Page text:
Marie-Thérèse Danielsson

Beloved activist dies at 79

Feature story - 13 February, 2003
Marie-Thérèse Danielsson, who died earlier this week in Tahiti aged 79, was a key figure in the global campaign against French nuclear testing at Moruroa atoll. With her husband, the Swedish anthropologist Bengt Danielsson, she brought to millions of people the injustice and dangers of the nuclear testing programme in their book "Moruroa Mon Amour."

Bengt and Marie-Thérèse Danielsson

Marie-Thérèse was born in France, had lived in Sweden and travelled widely, but her passion was for the people and environment of Tahiti-Polynesia. She was a staunch friend and supporter of Tahitian anti-nuclear and pro-independence activists -- not an easy place to be in the heavily militarised, colonial society of Tahiti in the 1960s. When the testing programme at Moruroa ended in January 1996, she continued to campaign in Tahiti and France for compensation and access to medical records for Tahitian workers on the atoll.

Marie-Thérèse first joined Bengt in Tahiti when he was doing anthropological work in a remote atoll in Tahiti-Polynesia after he had completed the famous Kon Tiki raft voyage from South America to French Polynesia. That experience, working in a community unaffected by much of 20th century western civilisation was rudely interrupted by de Gaulle's decision to use Moruroa as a test site in the early 1960s. The economy, society and culture of Tahiti underwent a violent shock with a flood of 20,000 military personnel. Bengt and Marie-Thérèse documented this "tsunami" as they called it, which irrevocably changed Tahiti and its people.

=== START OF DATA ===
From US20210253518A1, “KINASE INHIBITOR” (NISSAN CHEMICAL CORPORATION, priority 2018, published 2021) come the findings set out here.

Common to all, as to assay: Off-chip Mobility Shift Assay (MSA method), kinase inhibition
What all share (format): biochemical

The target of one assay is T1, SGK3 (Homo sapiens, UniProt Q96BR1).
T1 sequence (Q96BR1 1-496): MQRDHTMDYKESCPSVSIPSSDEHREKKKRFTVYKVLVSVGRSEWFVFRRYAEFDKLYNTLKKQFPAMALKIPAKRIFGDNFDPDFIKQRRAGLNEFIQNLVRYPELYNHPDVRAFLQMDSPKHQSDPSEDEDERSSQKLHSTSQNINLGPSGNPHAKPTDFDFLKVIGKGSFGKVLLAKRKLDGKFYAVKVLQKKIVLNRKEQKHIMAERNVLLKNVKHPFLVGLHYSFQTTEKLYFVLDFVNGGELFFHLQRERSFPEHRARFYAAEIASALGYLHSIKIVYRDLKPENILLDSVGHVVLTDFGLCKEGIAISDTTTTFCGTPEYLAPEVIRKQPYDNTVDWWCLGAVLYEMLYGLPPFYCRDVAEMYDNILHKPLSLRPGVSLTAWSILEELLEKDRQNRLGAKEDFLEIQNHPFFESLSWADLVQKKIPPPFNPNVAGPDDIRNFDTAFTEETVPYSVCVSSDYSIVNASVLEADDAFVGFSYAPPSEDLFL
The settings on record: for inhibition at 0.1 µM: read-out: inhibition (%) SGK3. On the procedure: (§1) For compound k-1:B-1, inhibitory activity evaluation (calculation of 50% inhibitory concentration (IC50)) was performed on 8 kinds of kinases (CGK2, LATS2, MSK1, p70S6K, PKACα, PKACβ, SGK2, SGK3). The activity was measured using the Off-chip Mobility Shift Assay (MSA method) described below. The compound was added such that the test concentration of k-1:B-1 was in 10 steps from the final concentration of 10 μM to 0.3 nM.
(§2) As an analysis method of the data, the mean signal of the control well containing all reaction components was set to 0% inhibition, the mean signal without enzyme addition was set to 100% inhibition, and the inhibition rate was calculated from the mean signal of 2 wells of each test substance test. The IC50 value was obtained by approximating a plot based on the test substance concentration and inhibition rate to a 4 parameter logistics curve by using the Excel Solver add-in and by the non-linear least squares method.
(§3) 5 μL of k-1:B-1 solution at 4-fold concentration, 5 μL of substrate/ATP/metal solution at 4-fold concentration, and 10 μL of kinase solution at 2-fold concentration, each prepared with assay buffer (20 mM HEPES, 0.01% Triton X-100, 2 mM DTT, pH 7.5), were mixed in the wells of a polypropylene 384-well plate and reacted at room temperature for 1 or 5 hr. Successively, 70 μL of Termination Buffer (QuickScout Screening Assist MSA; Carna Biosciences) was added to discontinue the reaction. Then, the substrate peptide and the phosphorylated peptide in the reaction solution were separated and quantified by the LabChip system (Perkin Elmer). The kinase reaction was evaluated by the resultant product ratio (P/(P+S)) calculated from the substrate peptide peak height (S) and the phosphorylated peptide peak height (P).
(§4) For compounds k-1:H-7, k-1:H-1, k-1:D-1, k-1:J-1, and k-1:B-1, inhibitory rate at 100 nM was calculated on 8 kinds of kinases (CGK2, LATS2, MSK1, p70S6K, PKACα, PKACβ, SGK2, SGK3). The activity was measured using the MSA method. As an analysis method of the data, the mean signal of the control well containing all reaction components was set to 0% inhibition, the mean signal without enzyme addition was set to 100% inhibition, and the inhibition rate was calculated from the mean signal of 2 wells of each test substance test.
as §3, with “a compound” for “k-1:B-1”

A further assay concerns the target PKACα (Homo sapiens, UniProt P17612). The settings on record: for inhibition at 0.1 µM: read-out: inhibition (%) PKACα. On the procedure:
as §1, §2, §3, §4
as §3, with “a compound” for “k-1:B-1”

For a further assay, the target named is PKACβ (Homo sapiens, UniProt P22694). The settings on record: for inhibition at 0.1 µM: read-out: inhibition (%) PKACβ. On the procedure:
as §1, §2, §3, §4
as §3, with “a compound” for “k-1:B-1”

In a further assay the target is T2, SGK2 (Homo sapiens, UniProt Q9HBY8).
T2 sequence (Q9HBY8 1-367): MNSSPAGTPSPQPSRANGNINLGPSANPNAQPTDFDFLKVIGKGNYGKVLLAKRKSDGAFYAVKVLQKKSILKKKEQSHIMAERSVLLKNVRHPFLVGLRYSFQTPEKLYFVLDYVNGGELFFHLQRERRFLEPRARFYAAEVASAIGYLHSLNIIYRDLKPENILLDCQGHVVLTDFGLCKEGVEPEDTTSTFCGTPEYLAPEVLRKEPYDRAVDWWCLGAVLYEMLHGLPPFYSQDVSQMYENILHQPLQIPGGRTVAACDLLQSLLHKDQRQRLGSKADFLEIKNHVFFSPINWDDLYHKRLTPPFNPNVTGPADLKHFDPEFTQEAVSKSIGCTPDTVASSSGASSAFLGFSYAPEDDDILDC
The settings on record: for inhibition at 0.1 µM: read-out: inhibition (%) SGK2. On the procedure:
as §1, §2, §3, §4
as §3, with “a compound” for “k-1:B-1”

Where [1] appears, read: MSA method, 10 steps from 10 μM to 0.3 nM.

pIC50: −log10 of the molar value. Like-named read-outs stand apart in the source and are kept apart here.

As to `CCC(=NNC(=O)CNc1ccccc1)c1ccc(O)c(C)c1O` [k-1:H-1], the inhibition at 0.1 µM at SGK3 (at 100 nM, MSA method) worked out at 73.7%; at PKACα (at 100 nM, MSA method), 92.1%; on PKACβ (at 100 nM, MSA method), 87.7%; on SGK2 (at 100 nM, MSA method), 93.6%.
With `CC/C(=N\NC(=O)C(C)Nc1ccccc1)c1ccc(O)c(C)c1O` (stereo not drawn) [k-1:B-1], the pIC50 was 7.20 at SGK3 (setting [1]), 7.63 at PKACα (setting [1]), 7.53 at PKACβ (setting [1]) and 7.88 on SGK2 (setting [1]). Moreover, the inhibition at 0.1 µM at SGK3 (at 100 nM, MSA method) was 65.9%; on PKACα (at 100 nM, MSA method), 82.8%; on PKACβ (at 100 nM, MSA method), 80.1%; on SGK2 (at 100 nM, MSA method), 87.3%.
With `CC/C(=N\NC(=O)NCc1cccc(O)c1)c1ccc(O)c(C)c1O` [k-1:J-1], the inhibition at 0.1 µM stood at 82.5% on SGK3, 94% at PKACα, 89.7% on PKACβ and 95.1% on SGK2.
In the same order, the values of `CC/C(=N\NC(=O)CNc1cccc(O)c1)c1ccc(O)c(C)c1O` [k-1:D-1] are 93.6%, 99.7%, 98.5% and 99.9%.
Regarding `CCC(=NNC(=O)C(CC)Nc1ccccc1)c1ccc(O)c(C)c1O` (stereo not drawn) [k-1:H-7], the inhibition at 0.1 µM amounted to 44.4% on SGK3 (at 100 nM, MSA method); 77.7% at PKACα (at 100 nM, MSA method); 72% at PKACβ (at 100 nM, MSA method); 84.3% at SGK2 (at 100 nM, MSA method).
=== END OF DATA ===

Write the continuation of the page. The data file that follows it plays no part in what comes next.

Marie-Thérèse cared about people, first and foremost. She helped create the space particularly for Tahitian women to speak out. While Bengt lectured guests on the history of French colonialism in Tahiti, she provided practical hospitality and friendship to an international network of activists sharing her dream of a Nuclear Free and Independent Pacific. Their home was always open to visitors: the large library of books on Pacific cultures and environment to pore over, fabulous meals, and a "visitor's bure" on the edge of the lagoon at their house in Tahiti which was a haven place for Greenpeace campaigners, Pacific activists, French scientists and politicians and a whole host of globe-trotters. I asked her once how she maintained her endless hospitality, her capacity to give to others in spite of her own busy life of activism and in latter years, Bengt's illness. She said simply, "what goes around, comes around" -- that the goodness you give eventually comes back to you.

I met Marie-Thérèse on my first ever day in Tahiti. New to Greenpeace and new to Tahiti, I was feeling jetlagged and slightly disoriented after arriving on a 2am flight into Papeete. After I'd visited a few contacts in the anti-nuclear movement in Papeete, I went to make a phone call in the Post Office. A mysterious man with a camera followed me, trying to snap my picture. I suspected the authorities knew I was an activist, and were either trying to get a picture for their files, or simply wanted to intimidate me. I rang Marie-Thérèse and asked if this was normal. "Yes," she said, "don't worry. Just come out and have lunch with us and use the phone here." For years the Danielssons had had their phone bugged and their mail opened by one of the various intelligence forces that operated in Tahiti. In spite of this harassment and torrents of abuse from the pro-French local tabloids, the Danielssons documented the lies and inconsistencies of the French authorities about the impact of the tests on people's health, the state of the vulnerable coral atolls after the underground blasts, and the cover-ups of accidents at the test site.

Marie-Thérèse was also a founding member of the local Moruroa e Tatou (Moruroa and Us) nuclear veterans association and of the local section of the Women's International League for Freedom and Peace (WILFP). Bengt and Marie-Thérèse were honoured in 1991 with the Right Livelihood Award, the alternative Nobel Peace Prize. She is to be buried in Sweden.

Stephanie Mills

Nuclear Issue Co-ordinator